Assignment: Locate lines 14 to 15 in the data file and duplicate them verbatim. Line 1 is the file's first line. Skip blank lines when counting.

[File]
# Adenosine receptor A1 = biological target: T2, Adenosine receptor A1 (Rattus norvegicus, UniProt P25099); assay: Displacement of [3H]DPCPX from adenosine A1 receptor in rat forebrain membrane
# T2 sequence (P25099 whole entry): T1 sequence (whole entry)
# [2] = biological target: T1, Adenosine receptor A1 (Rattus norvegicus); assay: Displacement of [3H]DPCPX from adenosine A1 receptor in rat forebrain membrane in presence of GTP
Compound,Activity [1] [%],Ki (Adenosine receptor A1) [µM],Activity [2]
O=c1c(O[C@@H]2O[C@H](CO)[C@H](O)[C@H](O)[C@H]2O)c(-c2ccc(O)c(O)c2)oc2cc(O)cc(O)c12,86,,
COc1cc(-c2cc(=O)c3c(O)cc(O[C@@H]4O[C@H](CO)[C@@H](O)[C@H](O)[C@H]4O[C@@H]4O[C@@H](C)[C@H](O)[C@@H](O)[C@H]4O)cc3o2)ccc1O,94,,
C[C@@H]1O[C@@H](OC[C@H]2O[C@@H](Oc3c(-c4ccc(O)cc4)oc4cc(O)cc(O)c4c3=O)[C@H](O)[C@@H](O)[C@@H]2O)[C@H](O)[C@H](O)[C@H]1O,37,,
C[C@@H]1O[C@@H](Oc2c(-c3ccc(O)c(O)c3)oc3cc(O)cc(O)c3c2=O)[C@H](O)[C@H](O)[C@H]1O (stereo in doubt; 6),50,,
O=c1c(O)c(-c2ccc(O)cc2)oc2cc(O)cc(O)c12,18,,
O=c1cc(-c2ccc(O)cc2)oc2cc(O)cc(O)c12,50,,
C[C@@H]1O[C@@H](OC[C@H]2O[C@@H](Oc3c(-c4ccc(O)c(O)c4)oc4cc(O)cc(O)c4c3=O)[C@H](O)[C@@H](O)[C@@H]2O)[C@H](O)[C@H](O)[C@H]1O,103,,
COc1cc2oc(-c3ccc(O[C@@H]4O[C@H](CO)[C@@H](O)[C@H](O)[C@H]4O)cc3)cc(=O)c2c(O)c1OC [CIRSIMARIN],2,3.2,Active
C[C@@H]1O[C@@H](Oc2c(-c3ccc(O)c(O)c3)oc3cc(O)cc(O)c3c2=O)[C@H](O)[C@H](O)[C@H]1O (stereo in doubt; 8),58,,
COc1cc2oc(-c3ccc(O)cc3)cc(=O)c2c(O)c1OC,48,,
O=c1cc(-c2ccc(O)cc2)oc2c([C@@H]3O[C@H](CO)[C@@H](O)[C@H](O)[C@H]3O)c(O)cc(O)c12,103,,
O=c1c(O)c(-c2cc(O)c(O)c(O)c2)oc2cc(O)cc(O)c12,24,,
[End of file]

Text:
COc1cc2oc(-c3ccc(O)cc3)cc(=O)c2c(O)c1OC,48,,
O=c1cc(-c2ccc(O)cc2)oc2c([C@@H]3O[C@H](CO)[C@@H](O)[C@H](O)[C@H]3O)c(O)cc(O)c12,103,,